Adolescent Idiopathic Scoliosis (AIS) 1000 Exomes Study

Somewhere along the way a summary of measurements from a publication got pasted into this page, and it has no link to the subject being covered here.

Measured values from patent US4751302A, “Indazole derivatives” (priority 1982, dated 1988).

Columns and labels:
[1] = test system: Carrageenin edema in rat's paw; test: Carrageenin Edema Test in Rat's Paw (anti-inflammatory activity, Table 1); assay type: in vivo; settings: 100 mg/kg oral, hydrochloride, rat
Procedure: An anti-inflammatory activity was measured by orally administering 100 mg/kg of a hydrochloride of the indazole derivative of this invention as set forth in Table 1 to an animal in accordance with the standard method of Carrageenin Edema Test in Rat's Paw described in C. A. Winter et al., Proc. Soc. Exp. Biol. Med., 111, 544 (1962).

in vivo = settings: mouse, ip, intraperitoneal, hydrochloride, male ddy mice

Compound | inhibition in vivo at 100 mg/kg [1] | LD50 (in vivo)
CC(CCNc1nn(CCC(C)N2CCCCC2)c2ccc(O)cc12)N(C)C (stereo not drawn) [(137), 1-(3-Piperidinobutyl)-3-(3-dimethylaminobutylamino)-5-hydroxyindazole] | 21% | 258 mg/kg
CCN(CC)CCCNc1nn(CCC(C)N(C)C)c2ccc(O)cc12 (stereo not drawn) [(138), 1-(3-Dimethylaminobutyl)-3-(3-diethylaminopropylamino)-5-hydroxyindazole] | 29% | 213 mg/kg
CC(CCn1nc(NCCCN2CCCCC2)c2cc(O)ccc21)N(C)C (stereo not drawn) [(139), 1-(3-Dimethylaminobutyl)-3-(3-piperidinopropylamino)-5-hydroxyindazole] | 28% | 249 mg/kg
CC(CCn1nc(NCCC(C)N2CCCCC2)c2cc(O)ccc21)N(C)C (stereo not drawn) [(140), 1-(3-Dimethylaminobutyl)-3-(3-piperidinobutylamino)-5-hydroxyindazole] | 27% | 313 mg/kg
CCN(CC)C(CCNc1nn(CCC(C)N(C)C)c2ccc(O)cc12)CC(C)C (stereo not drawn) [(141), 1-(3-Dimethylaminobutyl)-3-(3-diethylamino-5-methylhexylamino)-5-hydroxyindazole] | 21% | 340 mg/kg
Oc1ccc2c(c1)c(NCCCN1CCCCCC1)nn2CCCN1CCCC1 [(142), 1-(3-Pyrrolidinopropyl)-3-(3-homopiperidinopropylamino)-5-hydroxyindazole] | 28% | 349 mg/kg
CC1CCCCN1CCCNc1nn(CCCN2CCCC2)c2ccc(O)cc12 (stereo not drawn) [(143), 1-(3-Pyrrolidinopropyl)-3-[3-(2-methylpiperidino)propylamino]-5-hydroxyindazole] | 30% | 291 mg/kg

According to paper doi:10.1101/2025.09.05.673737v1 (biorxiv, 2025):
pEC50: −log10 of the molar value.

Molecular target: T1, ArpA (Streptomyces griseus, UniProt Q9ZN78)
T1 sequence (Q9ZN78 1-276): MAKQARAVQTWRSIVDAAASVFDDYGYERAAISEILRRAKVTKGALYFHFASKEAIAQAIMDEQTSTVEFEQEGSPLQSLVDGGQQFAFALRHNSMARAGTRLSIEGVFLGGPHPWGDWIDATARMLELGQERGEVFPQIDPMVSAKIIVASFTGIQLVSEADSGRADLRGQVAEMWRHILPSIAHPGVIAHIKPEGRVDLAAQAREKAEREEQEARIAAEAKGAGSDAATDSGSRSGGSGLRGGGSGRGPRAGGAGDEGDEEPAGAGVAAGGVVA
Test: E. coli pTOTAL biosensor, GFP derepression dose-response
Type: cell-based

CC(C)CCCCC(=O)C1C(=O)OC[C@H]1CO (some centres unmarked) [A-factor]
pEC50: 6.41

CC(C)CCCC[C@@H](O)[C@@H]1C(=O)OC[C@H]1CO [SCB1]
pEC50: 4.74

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Adolescent idiopathic scoliosis (AIS) is the most common pediatric spinal deformity. Although the Bracing in AIS Trial (BrAIST) recently demonstrated the effectiveness of bracing for preventing scoliosis progression in some patients, more than 20,000 children undergo major spinal fusion surgery at an annual cost of $3 billion. Spinal fusion surgery is a major operation with considerable risks and complications. Accurate methods of predicting curve progression are needed to develop personalized prevention strategies for those at high risk and to eliminate screening and treatment of those at low risk of progression. Previously identified risk factors for scoliosis curve progression include sex, age of onset, curve type, and presence of an underlying disorder. However, currently available algorithms for predicting AIS curve progression are inaccurate, possibly because the role of genetic factors has been largely unexplored. Because there is little a priori knowledge of the genetic variants involved in AIS pathology, an unbiased genome-wide approach is likely to provide the best opportunity to comprehensively identify disease-associated genes. This is a multicenter exome sequencing study of extreme cases with severe scoliosis.
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